To address its current structural deficit situation and return the organization to a position of financial sustainability, the Canadian Intellectual Property Office (CIPO) is increasing most of its fees on .
CIPO does not receive annual funding for its operations from the Government of Canada, but instead is fully funded through the revenues it generates through service fees. Since 2004, CIPO has not undergone a full fee review, or substantively adjusted its fees. A number of operational and financial factors have converged to put the organization in a critical financial position, including almost 30% inflation since 2004, labour costs, application volumes and critical capital investments.
This fee adjustment is central to supporting Canada's Intellectual Property (IP) Strategy, meeting growing demand, fulfilling trade and treaty obligations, providing internationally comparable services and addressing the critical capacity and technological investments needed to provide improved services to CIPO's clients.
Summary of the fee adjustment
- The adjusted fee amounts are effective , and reflect:
- a one-time 25% fee increase to most CIPO fees
- the annual fee adjustment, applicable to certain CIPO fees
- this adjustment occurs annually and is in line with the requirements of the Service Fees Act
- Adjusted fees are rounded to the nearest whole dollar amount.
- The 25% fee increase does not apply to "small entity" patent fees for Canadian small businesses.
- More specifically, in respect of patent fees, the Patent Rules definition of small entity is being expanded to include an entity that employs less than 100 employees instead of 50 or fewer employees.
Adjusted fee amounts – effective
For the exact fees, both prior to and after , please consult CIPO's fee pages:
- Industrial designs
- Geographical indications and official marks
- Integrated circuit topographies
Some clients have begun receiving CIPO correspondence with payment deadlines expiring in 2024. We invite you to read our fee pages to familiarize yourself with the adjusted fee amounts in effect for next year.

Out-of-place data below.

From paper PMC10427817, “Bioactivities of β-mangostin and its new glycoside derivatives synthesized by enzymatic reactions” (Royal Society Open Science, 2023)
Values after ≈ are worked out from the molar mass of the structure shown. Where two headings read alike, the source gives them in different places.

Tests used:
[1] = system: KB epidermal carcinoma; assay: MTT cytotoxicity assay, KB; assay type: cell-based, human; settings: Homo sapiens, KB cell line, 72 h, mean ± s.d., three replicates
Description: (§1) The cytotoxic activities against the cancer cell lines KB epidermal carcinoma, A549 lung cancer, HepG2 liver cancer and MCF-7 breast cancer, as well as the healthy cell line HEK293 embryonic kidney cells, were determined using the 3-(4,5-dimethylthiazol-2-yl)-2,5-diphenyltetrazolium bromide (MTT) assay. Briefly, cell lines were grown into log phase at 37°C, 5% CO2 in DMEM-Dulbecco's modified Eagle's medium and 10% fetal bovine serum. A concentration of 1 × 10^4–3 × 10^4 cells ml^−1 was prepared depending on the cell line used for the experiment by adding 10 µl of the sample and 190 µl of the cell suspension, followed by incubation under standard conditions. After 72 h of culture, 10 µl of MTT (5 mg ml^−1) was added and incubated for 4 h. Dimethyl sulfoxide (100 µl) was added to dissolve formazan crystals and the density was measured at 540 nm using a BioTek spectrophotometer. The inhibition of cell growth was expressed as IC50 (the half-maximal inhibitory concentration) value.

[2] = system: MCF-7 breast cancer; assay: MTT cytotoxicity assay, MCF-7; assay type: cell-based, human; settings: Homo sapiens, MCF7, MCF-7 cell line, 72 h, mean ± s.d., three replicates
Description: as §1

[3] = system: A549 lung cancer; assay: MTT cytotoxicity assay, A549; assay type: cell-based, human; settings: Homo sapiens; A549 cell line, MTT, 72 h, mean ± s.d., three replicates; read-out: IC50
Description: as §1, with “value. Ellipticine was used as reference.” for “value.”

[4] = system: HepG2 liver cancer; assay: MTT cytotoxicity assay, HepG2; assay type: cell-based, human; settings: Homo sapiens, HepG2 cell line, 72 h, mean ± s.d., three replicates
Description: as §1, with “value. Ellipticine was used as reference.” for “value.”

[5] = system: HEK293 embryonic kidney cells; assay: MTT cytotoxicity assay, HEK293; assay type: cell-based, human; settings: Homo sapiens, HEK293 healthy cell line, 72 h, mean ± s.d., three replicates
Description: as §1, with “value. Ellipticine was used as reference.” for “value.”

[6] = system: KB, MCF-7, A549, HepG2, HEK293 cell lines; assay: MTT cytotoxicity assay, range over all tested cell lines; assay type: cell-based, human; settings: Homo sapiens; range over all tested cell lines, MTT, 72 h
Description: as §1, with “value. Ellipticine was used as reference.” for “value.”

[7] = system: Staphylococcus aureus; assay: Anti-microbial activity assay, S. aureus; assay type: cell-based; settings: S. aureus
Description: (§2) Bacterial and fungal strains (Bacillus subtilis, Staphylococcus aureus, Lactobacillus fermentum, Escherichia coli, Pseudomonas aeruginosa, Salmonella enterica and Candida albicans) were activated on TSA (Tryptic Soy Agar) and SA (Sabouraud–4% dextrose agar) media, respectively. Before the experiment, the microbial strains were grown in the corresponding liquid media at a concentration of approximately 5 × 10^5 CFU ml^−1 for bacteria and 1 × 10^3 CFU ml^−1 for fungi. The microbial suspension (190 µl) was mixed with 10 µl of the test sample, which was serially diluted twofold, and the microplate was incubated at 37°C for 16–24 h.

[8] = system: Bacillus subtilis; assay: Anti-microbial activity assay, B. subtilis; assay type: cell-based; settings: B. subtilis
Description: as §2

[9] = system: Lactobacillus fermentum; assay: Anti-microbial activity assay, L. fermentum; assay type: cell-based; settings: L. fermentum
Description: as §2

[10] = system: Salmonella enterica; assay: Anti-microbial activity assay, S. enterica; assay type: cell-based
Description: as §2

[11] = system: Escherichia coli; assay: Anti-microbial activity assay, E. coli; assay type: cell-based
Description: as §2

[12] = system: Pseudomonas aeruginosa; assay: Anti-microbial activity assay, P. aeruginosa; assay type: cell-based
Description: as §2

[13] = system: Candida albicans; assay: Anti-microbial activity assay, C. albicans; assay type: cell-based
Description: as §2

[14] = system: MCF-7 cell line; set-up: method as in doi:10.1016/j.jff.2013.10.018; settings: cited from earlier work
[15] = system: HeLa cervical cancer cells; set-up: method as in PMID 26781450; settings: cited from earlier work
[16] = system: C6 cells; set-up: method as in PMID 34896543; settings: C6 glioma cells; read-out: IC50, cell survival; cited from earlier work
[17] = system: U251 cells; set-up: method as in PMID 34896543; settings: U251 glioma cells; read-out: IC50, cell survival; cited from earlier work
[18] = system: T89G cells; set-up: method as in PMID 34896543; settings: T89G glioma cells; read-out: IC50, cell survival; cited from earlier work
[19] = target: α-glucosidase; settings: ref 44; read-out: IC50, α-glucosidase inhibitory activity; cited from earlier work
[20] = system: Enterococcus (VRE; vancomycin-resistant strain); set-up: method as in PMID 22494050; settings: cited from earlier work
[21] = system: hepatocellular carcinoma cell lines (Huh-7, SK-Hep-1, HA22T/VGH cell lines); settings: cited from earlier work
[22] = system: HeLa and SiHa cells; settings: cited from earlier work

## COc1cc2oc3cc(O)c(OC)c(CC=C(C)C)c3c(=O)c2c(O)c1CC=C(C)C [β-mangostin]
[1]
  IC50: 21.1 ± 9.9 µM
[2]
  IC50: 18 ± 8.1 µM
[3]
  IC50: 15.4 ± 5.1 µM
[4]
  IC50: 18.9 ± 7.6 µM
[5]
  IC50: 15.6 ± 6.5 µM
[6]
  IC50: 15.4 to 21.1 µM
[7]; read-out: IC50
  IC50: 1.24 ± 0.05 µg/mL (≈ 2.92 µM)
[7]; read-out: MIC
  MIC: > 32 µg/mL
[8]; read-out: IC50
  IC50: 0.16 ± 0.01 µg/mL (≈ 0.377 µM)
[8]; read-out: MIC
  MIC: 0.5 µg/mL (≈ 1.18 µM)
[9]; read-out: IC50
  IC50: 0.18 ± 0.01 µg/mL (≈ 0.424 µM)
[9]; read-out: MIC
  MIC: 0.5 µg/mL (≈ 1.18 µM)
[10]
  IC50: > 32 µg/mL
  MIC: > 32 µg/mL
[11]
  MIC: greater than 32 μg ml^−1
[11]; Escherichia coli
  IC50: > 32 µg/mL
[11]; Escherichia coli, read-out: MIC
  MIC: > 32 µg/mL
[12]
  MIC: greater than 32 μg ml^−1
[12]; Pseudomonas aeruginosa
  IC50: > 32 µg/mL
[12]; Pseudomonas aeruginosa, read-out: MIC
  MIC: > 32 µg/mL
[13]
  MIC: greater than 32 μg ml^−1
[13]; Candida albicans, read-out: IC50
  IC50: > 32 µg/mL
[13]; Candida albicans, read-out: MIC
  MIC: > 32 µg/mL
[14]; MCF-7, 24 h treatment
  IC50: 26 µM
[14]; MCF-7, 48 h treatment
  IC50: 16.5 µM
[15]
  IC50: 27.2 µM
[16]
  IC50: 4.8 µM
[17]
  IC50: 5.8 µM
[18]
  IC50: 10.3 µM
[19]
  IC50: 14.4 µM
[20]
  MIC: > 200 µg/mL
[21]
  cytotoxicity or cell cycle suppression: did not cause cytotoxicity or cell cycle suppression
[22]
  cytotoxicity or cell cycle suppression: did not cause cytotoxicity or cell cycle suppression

CIPO's fee adjustment timeline
Prior to drafting a fee proposal, CIPO held preliminary consultations in August 2021 with 3 key stakeholder groups, which included the Intellectual Property Institute of Canada, the Fédération internationale des conseils en propriété intellectuelle and the Canadian Bar Association. In March 2022, CIPO launched an online 30-day public consultation to solicit feedback from clients and stakeholders on its draft fee proposal. CIPO then published a What we heard report in August 2022 that summarized feedback received, including ideas, opinions and perspectives submitted throughout the consultation process. This feedback was considered and adjustments to the proposal were made prior to the development of regulations.
On , the proposed regulations were published in the Canada Gazette, Part I. CIPO announced a 30-day comment period and invited the public to provide additional feedback. Five individuals and 2 organizations provided a total of 12 comments. You can view the comments in Part I of the Canada Gazette for each regulation.
The final regulations were published in the Canada Gazette, Part II on . Clients and stakeholders will have a sufficient period of time before the coming-into-force date to familiarize themselves with the regulatory changes and to implement any changes needed to their processes, documentation and information technology.